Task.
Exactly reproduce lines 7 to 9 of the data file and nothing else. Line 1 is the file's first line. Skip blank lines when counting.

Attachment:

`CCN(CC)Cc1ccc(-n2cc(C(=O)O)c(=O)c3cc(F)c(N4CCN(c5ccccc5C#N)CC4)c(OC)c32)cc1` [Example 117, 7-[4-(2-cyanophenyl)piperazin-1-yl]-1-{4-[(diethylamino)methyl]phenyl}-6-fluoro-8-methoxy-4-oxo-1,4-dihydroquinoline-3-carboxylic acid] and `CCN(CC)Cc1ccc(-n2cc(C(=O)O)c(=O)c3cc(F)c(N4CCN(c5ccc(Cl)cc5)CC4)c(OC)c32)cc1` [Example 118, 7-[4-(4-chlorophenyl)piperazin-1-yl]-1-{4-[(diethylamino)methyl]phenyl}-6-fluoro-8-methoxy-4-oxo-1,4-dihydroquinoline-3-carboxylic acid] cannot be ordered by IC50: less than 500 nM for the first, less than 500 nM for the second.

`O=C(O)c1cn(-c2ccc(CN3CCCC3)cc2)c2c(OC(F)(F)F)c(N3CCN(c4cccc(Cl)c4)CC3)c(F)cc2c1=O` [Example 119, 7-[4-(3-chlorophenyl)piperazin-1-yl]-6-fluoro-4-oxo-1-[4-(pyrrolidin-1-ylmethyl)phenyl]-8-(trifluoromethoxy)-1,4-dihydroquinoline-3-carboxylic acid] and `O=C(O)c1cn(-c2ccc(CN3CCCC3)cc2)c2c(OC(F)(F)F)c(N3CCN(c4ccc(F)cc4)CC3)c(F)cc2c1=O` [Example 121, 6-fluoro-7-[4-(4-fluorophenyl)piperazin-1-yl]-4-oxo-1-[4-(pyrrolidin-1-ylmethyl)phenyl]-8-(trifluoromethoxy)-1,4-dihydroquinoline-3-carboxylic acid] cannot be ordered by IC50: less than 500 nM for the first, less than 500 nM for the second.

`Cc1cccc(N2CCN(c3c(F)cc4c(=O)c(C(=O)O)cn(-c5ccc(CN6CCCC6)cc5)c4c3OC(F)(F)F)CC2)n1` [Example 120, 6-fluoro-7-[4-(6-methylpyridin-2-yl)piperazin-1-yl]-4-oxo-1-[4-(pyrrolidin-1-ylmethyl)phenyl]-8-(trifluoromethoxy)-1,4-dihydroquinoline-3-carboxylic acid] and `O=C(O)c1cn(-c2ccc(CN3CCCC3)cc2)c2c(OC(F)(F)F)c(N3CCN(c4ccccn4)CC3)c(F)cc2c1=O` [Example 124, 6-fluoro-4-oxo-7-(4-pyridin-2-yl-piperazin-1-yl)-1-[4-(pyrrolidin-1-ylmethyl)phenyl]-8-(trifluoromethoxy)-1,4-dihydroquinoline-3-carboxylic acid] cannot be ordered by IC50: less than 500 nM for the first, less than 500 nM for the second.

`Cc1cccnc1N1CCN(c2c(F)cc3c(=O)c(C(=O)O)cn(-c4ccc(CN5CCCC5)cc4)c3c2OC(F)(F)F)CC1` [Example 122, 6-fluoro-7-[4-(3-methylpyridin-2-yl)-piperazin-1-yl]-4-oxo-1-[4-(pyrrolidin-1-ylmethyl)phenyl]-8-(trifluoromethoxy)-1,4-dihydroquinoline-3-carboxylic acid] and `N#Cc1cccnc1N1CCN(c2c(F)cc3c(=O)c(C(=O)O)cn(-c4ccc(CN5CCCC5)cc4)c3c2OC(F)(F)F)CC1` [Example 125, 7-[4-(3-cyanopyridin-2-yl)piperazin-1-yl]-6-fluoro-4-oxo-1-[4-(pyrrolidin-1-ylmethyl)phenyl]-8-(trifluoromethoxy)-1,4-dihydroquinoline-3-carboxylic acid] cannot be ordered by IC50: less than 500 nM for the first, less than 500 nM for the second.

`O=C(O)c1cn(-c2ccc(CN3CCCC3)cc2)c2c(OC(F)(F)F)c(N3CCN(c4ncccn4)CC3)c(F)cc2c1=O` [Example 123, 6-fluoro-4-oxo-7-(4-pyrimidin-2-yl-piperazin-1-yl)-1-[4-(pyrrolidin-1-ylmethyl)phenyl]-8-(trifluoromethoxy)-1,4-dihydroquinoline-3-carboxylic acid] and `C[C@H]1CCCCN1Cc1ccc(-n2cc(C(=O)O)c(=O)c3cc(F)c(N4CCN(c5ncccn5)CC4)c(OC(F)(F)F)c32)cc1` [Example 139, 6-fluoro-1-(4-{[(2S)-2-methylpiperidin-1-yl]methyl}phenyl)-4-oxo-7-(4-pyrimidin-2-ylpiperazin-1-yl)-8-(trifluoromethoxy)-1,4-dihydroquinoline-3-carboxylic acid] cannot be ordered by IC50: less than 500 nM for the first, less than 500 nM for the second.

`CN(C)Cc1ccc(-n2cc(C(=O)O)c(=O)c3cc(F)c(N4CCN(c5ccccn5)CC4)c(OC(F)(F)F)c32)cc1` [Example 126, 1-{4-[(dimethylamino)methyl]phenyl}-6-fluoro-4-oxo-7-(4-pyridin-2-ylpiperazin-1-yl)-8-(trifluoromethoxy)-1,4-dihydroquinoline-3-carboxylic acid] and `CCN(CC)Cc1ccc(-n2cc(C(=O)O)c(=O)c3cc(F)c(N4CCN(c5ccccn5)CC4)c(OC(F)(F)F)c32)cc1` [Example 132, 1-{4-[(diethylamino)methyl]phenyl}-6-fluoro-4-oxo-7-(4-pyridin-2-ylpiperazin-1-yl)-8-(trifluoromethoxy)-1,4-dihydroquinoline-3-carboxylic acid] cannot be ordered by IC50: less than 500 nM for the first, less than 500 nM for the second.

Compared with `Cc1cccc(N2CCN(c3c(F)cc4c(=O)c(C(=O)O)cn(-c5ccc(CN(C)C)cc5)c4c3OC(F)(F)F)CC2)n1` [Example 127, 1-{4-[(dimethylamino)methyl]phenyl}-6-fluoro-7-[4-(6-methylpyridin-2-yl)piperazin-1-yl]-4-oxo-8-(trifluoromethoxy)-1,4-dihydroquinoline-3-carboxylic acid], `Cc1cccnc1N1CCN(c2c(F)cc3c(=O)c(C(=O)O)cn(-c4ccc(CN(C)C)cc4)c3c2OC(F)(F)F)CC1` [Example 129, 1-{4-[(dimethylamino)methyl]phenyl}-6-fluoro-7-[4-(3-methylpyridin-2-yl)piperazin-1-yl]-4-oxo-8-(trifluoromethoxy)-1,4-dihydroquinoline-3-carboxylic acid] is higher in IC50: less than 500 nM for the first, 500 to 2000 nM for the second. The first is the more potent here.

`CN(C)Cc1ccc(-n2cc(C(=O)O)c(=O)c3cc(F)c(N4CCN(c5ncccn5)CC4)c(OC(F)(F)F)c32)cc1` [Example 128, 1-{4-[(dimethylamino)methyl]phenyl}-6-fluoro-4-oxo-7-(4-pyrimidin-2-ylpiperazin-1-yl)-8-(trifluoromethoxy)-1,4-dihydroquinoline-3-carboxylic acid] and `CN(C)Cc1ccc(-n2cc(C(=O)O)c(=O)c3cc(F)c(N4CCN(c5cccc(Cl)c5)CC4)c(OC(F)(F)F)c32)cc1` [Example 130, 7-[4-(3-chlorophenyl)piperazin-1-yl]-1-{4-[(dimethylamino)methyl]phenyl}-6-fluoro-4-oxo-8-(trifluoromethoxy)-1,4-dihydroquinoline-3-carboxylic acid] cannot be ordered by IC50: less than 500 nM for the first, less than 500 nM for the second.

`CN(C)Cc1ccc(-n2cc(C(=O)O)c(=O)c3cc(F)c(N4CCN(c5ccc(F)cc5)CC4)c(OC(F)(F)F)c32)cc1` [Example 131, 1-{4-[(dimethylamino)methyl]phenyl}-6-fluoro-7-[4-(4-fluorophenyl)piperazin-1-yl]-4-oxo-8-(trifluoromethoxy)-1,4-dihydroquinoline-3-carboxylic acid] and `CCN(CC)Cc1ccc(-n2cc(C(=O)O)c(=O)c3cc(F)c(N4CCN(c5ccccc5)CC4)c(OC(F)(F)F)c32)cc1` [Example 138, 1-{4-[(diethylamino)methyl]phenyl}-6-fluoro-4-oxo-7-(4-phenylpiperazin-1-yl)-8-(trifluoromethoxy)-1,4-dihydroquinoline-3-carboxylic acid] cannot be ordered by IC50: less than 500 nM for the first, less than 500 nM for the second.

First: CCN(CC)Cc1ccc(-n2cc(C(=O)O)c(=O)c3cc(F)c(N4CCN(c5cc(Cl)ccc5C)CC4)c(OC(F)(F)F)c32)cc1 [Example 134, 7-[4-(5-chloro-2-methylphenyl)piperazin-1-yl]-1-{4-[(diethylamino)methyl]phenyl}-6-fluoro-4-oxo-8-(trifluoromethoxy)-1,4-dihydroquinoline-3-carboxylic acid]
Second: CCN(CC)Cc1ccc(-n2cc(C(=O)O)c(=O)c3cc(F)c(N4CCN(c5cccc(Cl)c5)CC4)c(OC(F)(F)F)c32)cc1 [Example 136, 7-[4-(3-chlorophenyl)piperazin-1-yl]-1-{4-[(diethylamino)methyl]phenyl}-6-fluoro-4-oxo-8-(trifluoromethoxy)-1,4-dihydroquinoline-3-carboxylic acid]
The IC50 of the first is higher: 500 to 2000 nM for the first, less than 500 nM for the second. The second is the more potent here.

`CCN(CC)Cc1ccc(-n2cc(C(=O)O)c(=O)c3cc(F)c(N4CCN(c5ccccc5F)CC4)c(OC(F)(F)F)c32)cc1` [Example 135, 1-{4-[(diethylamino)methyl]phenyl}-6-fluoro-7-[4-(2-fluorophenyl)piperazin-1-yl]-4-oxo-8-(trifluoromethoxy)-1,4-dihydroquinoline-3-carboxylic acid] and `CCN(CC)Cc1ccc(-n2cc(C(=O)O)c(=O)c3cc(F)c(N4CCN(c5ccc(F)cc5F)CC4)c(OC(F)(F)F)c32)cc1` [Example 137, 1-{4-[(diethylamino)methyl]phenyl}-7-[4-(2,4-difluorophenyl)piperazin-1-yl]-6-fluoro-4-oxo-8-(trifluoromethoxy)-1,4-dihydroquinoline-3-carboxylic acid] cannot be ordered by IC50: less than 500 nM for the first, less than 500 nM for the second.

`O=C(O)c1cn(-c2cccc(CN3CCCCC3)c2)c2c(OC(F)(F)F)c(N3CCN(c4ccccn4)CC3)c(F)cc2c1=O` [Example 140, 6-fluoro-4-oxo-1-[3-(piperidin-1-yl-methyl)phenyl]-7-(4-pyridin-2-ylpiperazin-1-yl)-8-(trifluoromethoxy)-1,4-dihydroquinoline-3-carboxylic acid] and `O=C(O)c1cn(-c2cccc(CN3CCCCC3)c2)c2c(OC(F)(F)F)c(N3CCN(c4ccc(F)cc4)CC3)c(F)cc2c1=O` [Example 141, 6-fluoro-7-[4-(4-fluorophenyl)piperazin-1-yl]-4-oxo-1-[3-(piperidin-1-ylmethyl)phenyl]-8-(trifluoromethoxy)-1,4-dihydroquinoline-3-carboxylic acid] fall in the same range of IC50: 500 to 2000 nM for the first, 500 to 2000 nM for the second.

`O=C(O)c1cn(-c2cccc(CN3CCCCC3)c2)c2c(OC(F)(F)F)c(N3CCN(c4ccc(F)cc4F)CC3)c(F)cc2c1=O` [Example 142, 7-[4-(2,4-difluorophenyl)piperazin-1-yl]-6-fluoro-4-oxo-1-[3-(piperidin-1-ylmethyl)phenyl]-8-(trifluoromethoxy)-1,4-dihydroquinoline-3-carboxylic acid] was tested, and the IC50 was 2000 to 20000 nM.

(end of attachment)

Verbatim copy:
Compared with `Cc1cccc(N2CCN(c3c(F)cc4c(=O)c(C(=O)O)cn(-c5ccc(CN(C)C)cc5)c4c3OC(F)(F)F)CC2)n1` [Example 127, 1-{4-[(dimethylamino)methyl]phenyl}-6-fluoro-7-[4-(6-methylpyridin-2-yl)piperazin-1-yl]-4-oxo-8-(trifluoromethoxy)-1,4-dihydroquinoline-3-carboxylic acid], `Cc1cccnc1N1CCN(c2c(F)cc3c(=O)c(C(=O)O)cn(-c4ccc(CN(C)C)cc4)c3c2OC(F)(F)F)CC1` [Example 129, 1-{4-[(dimethylamino)methyl]phenyl}-6-fluoro-7-[4-(3-methylpyridin-2-yl)piperazin-1-yl]-4-oxo-8-(trifluoromethoxy)-1,4-dihydroquinoline-3-carboxylic acid] is higher in IC50: less than 500 nM for the first, 500 to 2000 nM for the second. The first is the more potent here.

`CN(C)Cc1ccc(-n2cc(C(=O)O)c(=O)c3cc(F)c(N4CCN(c5ncccn5)CC4)c(OC(F)(F)F)c32)cc1` [Example 128, 1-{4-[(dimethylamino)methyl]phenyl}-6-fluoro-4-oxo-7-(4-pyrimidin-2-ylpiperazin-1-yl)-8-(trifluoromethoxy)-1,4-dihydroquinoline-3-carboxylic acid] and `CN(C)Cc1ccc(-n2cc(C(=O)O)c(=O)c3cc(F)c(N4CCN(c5cccc(Cl)c5)CC4)c(OC(F)(F)F)c32)cc1` [Example 130, 7-[4-(3-chlorophenyl)piperazin-1-yl]-1-{4-[(dimethylamino)methyl]phenyl}-6-fluoro-4-oxo-8-(trifluoromethoxy)-1,4-dihydroquinoline-3-carboxylic acid] cannot be ordered by IC50: less than 500 nM for the first, less than 500 nM for the second.

`CN(C)Cc1ccc(-n2cc(C(=O)O)c(=O)c3cc(F)c(N4CCN(c5ccc(F)cc5)CC4)c(OC(F)(F)F)c32)cc1` [Example 131, 1-{4-[(dimethylamino)methyl]phenyl}-6-fluoro-7-[4-(4-fluorophenyl)piperazin-1-yl]-4-oxo-8-(trifluoromethoxy)-1,4-dihydroquinoline-3-carboxylic acid] and `CCN(CC)Cc1ccc(-n2cc(C(=O)O)c(=O)c3cc(F)c(N4CCN(c5ccccc5)CC4)c(OC(F)(F)F)c32)cc1` [Example 138, 1-{4-[(diethylamino)methyl]phenyl}-6-fluoro-4-oxo-7-(4-phenylpiperazin-1-yl)-8-(trifluoromethoxy)-1,4-dihydroquinoline-3-carboxylic acid] cannot be ordered by IC50: less than 500 nM for the first, less than 500 nM for the second.